Regarding the paradoxical coincidence of creativity and destructiveness (or evil), Diamond cites Jungian analyst Liliane Frey-Rohn: “Evil is of fundamental importance also in the creative process. For although creativity is usually evaluated as exclusively positive, the fact is that whenever creative expression becomes an inner necessity, evil is also constellated.”

This closeness of evil and creativity can be seen in the lives of those who are unsuccessful in finding a positive creative voice. “If once the daimonic has been wakened,” warns Diamond, “and no constructive conduit for self-expression can be found, violence, destructiveness, and evil offer convenient alternative outlets. Hence the perils and importance of assisting patients in pursuing their creative proclivities.”

The objective for psychotherapy with artists and other creative individuals is “not to eradicate the daimonic, to drug or rationalize the demons out of existence. Not only is this not desirable; it is not possible, at least not in the long-run”. Rollo May explains, “the therapist’s task is to awaken and confront the demons, not put them to sleep”.


In tomorrow’s Part 3 issue (in a series of 4) of Creativity: Freeing Our Inner Demons:

Artists like Ingmar Bergman have learned to live with their demons rather than trying to simply suppress or divorce them.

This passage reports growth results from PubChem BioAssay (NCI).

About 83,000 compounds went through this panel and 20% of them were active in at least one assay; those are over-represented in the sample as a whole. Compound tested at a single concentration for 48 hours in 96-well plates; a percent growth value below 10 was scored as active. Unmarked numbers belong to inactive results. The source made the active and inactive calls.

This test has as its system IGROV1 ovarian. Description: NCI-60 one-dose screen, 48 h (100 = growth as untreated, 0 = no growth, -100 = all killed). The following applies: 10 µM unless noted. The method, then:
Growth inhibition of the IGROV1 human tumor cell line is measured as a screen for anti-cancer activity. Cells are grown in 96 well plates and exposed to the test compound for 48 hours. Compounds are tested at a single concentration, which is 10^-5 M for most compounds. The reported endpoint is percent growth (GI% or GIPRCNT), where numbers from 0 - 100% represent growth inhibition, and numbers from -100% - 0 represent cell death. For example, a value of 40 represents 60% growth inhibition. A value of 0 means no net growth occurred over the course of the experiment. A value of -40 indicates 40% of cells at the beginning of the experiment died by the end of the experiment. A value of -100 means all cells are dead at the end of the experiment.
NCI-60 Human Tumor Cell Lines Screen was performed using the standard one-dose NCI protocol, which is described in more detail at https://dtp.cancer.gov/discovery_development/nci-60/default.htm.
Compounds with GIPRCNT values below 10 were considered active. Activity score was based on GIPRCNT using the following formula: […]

The poet Rainer Maria Rilke dropped out of therapy after only a few analytic sessions, fearing, “If my devils leave me, my angels will too.”

“When the artist gives voice to his or her darkest impulses in his or her work, the destructive impact is minimized…”

Bipolar disorder and its association with possession, madness, and creativity.

An illustration of the Robert Louis Stevenson story “Dr. Jekyll and Mr. Hyde”

“Anxiety, like anger or rage, is another experience closely connected to creativity.   Creativity involves the confrontation of anxiety…”


In his book, Diamond writes about a number of well-known and accomplished artists who show evidence of varying degrees of success in accessing and expressing their demons in positive ways.


About the Author

Stephen A. Diamond, Ph.D., is a licensed clinical and forensic psychologist (PSY11404) practicing in Los Angeles, and a former pupil and protege of existential analyst Dr. Rollo May.  In addition to specializing in providing existential and depth psychologically oriented psychotherapy to adult patients for the past 35 years, Dr. Diamond is a former member of the Forensic Panel for the Santa Clara County Superior Court and Approved Panel of Psychiatrists and Psychologists for the Superior Court of Los Angeles County (Criminal Divisions), conducting forensic evaluations and serving as an expert witness in various criminal cases.